During the holidays people make an extra effort to be friendly and really embrace the spirit of the season. Unfortunately, it is also prime time for scam artists. Although they may target anyone, these predators frequently target the elderly, particularly during the holiday season. The Indianapolis elder law attorneys at Frank & Kraft offers tips to help seniors avoid becoming the victim of holiday scams.
What Makes the Holidays Prime Scam Season?
Why are scammers more prolific during the holidays? There are several reasons, starting with the simple fact that it is the busiest shopping season of the year. For a fraudster or scam artist that means there is more money available to steal or swindle. In addition, most of us pay less attention to our bank accounts and credit card statements during the holidays, instead preferring to deal with the damage after the holidays are over. Finally, seniors are often targeted because they are more trusting, less technologically savvy, and often have more money to spend.
Tips for Avoiding Common Holiday Scams
Now that you are more aware of the prevalence of predators during the holidays, how can you avoid becoming the victim of a scam or fraud? Recognizing some of the common scams helps you to avoid falling victim to them. For example, the following are common holidays scams:
- Fake Charities. The bogus charity scam is hardly a new one; however, with the advent of the internet scam artists have found new ways to solicit money for their bake causes. Crowdfunding sites such as GoFundMe are legitimately used to help raise money for people in need, but they can also be used to solicit money for less than needy causes. To prevent falling victim to this scam, never give money to crowdfunding sites unless you personally know the person running the funding campaign. In addition, always vet a charity by checking with organizations such as Charity Watch or Charity Navigator before deciding to donate.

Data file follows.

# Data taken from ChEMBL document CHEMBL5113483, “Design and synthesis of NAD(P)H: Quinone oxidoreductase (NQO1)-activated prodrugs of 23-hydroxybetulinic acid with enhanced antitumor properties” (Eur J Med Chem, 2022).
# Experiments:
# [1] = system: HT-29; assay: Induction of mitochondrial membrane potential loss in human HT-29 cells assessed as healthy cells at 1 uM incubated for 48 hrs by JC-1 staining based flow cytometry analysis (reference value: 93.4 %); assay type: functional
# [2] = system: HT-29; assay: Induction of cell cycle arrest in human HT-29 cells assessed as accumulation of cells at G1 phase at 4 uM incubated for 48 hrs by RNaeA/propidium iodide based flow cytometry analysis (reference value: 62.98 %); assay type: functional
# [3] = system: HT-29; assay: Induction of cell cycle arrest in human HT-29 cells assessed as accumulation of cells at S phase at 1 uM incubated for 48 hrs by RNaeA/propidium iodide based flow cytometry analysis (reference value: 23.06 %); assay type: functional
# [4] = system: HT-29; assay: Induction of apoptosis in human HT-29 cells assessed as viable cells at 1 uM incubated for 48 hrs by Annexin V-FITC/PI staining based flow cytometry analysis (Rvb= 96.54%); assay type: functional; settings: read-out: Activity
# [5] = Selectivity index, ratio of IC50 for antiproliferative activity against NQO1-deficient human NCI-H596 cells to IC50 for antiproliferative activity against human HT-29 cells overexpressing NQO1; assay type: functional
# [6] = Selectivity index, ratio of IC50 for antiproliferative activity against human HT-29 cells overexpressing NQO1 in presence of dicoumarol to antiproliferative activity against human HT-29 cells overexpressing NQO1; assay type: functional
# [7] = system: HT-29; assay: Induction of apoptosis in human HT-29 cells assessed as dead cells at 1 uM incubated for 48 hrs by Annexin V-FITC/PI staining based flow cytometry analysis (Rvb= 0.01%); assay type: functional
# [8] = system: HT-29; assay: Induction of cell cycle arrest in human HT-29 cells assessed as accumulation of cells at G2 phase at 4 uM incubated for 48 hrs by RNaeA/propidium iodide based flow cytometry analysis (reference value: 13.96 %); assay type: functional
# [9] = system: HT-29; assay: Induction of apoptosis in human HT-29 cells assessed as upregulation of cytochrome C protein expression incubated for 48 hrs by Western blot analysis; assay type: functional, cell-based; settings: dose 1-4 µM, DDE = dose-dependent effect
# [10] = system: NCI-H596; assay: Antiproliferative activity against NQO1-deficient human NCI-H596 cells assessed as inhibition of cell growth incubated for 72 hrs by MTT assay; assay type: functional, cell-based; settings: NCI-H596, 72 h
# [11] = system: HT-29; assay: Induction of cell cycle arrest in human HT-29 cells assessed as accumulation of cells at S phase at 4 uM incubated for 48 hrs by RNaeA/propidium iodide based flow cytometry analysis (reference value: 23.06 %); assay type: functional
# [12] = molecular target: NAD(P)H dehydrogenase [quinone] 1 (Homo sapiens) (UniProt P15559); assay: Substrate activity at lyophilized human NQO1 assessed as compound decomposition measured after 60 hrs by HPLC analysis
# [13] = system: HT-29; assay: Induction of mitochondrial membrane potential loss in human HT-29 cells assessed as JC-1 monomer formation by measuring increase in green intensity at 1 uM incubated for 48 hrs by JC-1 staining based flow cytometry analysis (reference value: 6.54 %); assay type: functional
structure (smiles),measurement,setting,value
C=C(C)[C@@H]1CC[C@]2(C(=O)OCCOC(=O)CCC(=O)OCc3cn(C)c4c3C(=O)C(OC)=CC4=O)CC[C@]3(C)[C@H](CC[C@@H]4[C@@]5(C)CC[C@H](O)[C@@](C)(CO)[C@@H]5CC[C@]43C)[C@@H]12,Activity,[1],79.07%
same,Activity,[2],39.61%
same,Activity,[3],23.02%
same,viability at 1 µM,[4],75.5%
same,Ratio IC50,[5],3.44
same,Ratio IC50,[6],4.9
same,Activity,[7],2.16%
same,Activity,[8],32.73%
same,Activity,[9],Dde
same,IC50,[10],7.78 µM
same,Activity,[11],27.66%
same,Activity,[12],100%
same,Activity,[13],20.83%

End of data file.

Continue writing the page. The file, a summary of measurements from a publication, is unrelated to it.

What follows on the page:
- Gift Card Scam. Gift cards are everyone’s “go to” holiday gift when you don’t know what to buy someone or you wait until the very last minute. As a result, we all seem to get at least one gift card we will never use. Consequently, selling unwanted gift cards online has become big business. Scammers, however, will ask you to “verify the balance” on a three-way call. What they are really doing is recording the sound of your keystrokes so they can figure out your login information for the card. With that, they can use the card online without paying a penny for it. To prevent falling for this scam, never agree to a phone call with a buyer. In fact, the best way to sell unwanted gift cards is to go through legitimate gift card sites such as Gift Card Granny or Raise.
- Fake Websites. Another way that the internet can be used to defraud unsuspecting victims is by sending you to copycat or phony websites. You click on an advertisement or a link in an article, thinking you are being taken to a legitimate website, only to end up on a copycat site. Many of these copycat sites look legitimate, causing shoppers to place orders. The shopper either never receives the merchandise or receives cheap knockoffs of what they thought they ordered. To avoid this scam, pay very close attention to both the URL and the website itself. Look for misspelled words or other errors on a website. Often, the site just feels “off.” Pay attention that feeling. Also look for extra words in the URL, such as “Amazonshopping.com.” If you have any doubt, back out and type the address to the site directly into your browser.
- Notifications. This scam involves a victim receiving what appears to be a legitimate notification in the mailbox or via email indicating that a delivery attempt was made. The victim is instructed to call a number at which time the victim is asked to provide a credit card number or social security number to verify the delivery. That information is then stolen and used to commit identity fraud. To avoid becoming a victim of this scam, do some research before you pick up the phone and call. All major delivery services (USPS, FedEx, UPS) have websites that allow you to track a package. If the tracking number provided on the “notice” doesn’t work, it’s probably bogus. If you are still unsure, call the number listed on the official website instead of the one on the notice you received.
Contact Indianapolis Elder Law Attorneys
For more information, please join us for an upcoming FREE seminar. If you have additional questions or concerns about elder law issues, contact the experienced Indianapolis elder law attorneys at Frank & Kraft by calling (317) 684-1100 to schedule an appointment.